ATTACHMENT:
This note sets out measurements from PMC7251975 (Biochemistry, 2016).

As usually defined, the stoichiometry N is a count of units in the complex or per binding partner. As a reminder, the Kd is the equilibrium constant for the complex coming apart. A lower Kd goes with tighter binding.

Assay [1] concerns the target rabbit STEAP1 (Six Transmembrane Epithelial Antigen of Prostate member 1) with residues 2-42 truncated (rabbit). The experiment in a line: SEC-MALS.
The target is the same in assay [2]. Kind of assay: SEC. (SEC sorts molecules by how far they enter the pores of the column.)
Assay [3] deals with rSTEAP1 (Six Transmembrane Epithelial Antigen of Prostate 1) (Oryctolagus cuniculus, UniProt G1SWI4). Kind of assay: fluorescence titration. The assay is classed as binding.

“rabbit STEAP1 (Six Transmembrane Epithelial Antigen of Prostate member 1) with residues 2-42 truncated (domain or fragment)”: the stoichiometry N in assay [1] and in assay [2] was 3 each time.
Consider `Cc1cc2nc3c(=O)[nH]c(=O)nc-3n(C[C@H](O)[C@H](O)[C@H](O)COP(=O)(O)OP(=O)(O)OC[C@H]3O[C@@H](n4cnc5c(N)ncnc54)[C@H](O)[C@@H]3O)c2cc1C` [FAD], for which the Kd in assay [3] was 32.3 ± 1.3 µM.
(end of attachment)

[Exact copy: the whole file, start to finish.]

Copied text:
This note sets out measurements from PMC7251975 (Biochemistry, 2016).

As usually defined, the stoichiometry N is a count of units in the complex or per binding partner. As a reminder, the Kd is the equilibrium constant for the complex coming apart. A lower Kd goes with tighter binding.

Assay [1] concerns the target rabbit STEAP1 (Six Transmembrane Epithelial Antigen of Prostate member 1) with residues 2-42 truncated (rabbit). The experiment in a line: SEC-MALS.
The target is the same in assay [2]. Kind of assay: SEC. (SEC sorts molecules by how far they enter the pores of the column.)
Assay [3] deals with rSTEAP1 (Six Transmembrane Epithelial Antigen of Prostate 1) (Oryctolagus cuniculus, UniProt G1SWI4). Kind of assay: fluorescence titration. The assay is classed as binding.

“rabbit STEAP1 (Six Transmembrane Epithelial Antigen of Prostate member 1) with residues 2-42 truncated (domain or fragment)”: the stoichiometry N in assay [1] and in assay [2] was 3 each time.
Consider `Cc1cc2nc3c(=O)[nH]c(=O)nc-3n(C[C@H](O)[C@H](O)[C@H](O)COP(=O)(O)OP(=O)(O)OC[C@H]3O[C@@H](n4cnc5c(N)ncnc54)[C@H](O)[C@@H]3O)c2cc1C` [FAD], for which the Kd in assay [3] was 32.3 ± 1.3 µM.